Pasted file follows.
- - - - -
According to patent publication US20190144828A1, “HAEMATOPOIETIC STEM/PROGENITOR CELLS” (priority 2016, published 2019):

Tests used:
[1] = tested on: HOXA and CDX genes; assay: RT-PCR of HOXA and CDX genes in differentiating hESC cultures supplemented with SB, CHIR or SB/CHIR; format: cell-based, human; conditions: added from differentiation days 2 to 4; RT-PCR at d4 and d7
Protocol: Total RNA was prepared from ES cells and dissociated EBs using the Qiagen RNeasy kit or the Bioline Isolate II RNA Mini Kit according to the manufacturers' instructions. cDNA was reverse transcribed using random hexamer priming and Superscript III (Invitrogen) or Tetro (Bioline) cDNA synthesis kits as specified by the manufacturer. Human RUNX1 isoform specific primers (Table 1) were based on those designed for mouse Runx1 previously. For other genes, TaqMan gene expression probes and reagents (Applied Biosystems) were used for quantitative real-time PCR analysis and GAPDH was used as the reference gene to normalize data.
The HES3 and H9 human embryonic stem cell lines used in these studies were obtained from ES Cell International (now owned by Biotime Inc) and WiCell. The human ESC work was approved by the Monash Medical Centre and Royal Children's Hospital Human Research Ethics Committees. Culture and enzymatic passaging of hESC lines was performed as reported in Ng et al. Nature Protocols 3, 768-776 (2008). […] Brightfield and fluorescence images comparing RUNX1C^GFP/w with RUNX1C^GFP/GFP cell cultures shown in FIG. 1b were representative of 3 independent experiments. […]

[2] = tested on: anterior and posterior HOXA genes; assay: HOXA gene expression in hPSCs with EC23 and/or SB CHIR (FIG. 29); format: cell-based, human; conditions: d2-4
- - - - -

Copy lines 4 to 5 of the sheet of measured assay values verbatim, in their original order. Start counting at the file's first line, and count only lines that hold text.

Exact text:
Protocol: Total RNA was prepared from ES cells and dissociated EBs using the Qiagen RNeasy kit or the Bioline Isolate II RNA Mini Kit according to the manufacturers' instructions. cDNA was reverse transcribed using random hexamer priming and Superscript III (Invitrogen) or Tetro (Bioline) cDNA synthesis kits as specified by the manufacturer. Human RUNX1 isoform specific primers (Table 1) were based on those designed for mouse Runx1 previously. For other genes, TaqMan gene expression probes and reagents (Applied Biosystems) were used for quantitative real-time PCR analysis and GAPDH was used as the reference gene to normalize data.
The HES3 and H9 human embryonic stem cell lines used in these studies were obtained from ES Cell International (now owned by Biotime Inc) and WiCell. The human ESC work was approved by the Monash Medical Centre and Royal Children's Hospital Human Research Ethics Committees. Culture and enzymatic passaging of hESC lines was performed as reported in Ng et al. Nature Protocols 3, 768-776 (2008). […] Brightfield and fluorescence images comparing RUNX1C^GFP/w with RUNX1C^GFP/GFP cell cultures shown in FIG. 1b were representative of 3 independent experiments. […]